In my recent post on vocabulary, I wondered whether what holds for vocabulary words also holds for math facts:
not just that knowing them fosters higher test scores and broader intelligence, but also that they are best learned not as lists of "math facts," but in the course of doing actual, systematically structured math.In an earlier post on the abysmal mastery of math facts seen in children whose only exposure to math is Reform Math, I estimate that Reform Math children are getting less than one tenth the embedded practice with math facts as their traditional and overseas peers are.
It's interesting to see how often Reform Math problem sets skirt the issue of actual calculation in their attempts to nurture number sense. Here below, for example, we have, from 5th grade TERC / Investigations, (1) a problem set that substitutes multiplication for estimation (where Singapore Math would have students do both):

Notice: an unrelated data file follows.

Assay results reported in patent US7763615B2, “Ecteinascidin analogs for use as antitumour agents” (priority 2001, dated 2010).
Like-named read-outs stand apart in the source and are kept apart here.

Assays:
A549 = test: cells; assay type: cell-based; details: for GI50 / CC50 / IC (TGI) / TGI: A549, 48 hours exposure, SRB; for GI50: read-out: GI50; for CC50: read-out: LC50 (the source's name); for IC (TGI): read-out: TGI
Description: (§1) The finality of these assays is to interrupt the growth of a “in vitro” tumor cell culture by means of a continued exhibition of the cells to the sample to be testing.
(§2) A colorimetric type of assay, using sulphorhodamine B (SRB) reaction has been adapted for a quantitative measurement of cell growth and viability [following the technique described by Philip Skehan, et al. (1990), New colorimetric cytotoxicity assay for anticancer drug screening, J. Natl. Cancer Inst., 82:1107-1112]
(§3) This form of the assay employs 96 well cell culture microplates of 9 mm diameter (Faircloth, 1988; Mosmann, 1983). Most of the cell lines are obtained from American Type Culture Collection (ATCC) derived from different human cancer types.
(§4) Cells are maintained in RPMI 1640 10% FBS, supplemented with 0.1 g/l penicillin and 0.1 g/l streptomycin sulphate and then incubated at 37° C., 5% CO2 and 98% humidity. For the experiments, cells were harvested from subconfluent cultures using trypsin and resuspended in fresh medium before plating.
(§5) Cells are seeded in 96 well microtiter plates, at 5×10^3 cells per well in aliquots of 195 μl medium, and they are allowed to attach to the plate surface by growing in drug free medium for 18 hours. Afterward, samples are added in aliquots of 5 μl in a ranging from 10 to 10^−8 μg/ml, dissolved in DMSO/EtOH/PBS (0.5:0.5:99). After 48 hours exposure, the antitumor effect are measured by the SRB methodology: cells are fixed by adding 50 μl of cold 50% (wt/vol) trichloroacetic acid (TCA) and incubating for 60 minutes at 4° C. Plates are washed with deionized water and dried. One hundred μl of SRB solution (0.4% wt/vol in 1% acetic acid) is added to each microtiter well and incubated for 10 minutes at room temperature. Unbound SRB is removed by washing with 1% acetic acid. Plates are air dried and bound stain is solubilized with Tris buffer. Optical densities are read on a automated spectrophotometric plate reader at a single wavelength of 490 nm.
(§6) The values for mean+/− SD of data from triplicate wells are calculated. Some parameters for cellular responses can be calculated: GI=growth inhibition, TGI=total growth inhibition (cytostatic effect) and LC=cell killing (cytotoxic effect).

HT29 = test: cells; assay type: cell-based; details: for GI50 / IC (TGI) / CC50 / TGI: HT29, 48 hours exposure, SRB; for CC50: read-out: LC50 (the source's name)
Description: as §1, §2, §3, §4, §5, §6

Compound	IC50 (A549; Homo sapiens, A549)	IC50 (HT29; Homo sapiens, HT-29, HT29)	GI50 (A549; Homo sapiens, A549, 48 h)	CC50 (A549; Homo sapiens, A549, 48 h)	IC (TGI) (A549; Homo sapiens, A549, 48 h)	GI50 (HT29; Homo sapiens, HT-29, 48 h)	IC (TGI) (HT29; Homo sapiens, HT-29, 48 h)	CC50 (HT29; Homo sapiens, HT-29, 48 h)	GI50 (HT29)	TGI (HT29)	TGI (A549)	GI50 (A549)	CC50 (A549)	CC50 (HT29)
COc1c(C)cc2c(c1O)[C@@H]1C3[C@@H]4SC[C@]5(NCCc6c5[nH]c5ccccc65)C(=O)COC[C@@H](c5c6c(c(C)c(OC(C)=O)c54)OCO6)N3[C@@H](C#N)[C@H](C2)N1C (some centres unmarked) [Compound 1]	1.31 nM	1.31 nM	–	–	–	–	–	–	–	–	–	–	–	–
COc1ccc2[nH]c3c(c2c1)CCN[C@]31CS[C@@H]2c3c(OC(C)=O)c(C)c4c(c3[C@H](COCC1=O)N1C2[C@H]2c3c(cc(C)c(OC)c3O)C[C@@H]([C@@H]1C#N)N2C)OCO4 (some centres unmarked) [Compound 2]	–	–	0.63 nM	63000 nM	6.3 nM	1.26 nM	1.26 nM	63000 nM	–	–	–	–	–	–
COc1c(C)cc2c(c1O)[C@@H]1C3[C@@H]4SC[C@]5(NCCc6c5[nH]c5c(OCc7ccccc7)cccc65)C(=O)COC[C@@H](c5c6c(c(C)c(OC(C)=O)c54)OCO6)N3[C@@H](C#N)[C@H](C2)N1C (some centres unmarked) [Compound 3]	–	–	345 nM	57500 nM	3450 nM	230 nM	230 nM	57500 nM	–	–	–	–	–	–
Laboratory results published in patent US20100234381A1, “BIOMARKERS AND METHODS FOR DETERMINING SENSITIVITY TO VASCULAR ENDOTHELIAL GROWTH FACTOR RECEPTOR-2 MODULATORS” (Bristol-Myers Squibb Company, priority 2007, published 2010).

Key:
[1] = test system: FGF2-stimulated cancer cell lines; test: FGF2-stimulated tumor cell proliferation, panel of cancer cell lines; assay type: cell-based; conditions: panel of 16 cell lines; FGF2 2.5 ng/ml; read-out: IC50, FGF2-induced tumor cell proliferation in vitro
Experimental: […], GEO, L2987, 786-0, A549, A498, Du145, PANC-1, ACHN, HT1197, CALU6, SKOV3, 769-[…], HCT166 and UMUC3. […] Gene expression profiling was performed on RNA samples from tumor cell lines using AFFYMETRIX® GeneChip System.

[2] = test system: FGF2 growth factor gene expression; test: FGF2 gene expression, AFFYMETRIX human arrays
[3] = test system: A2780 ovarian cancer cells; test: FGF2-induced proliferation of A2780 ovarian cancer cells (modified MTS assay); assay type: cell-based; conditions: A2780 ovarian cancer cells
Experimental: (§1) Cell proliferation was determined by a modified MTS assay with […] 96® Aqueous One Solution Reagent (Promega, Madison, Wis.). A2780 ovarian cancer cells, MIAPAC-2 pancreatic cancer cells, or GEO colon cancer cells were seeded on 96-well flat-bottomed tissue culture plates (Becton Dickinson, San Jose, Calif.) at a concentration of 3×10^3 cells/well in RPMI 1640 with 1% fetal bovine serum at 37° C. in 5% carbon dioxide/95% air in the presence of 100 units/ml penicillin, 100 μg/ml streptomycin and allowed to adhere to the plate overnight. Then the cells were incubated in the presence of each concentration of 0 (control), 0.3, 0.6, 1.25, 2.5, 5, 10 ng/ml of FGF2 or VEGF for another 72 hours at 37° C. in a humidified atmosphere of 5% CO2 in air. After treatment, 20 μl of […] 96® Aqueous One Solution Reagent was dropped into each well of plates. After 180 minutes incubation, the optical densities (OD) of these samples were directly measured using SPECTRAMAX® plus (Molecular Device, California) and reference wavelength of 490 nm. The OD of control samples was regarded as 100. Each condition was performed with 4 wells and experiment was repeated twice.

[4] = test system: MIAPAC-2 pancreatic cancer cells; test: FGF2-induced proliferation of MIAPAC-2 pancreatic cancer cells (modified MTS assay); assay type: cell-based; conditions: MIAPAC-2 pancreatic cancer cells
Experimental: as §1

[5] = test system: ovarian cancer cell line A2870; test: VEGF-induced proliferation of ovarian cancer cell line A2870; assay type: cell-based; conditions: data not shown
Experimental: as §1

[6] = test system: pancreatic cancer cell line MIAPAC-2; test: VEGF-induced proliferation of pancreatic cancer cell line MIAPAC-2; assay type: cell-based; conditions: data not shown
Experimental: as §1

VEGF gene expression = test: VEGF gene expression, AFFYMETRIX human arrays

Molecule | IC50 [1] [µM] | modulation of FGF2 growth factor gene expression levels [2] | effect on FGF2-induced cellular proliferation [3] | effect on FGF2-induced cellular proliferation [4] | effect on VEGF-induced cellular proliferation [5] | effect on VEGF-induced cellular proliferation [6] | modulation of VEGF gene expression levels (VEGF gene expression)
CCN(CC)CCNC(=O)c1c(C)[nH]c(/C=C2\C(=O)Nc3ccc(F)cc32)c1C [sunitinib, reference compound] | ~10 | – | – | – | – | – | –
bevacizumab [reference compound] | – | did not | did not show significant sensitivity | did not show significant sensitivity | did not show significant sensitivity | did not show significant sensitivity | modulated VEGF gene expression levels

(2) one of many problem sets in a chapter on decimals that simply ask students to put specific decimals in order of size (while ordering of fractions may require actual calculation, ordering of decimals does not).
(3) a multiplication/division "skill check" that almost looks like it's asking for calculations, but carefully STOPS you before you begin:
I'm reminded of those foreign language software programs that promise fluency in a language without making you practice grammar rules. As with language, people would love to think there's a silver bullet for arithmetic mastery and algebra preparedness that avoids the productive drill and practice that so many elemenary school teachers assume is as tedious for their students as it is for them. But what I've seen even with basic number sense suggests that a fair amount of productive drill ("embedded learning" in the best sense of the term) is, for most students, absolutely necessary.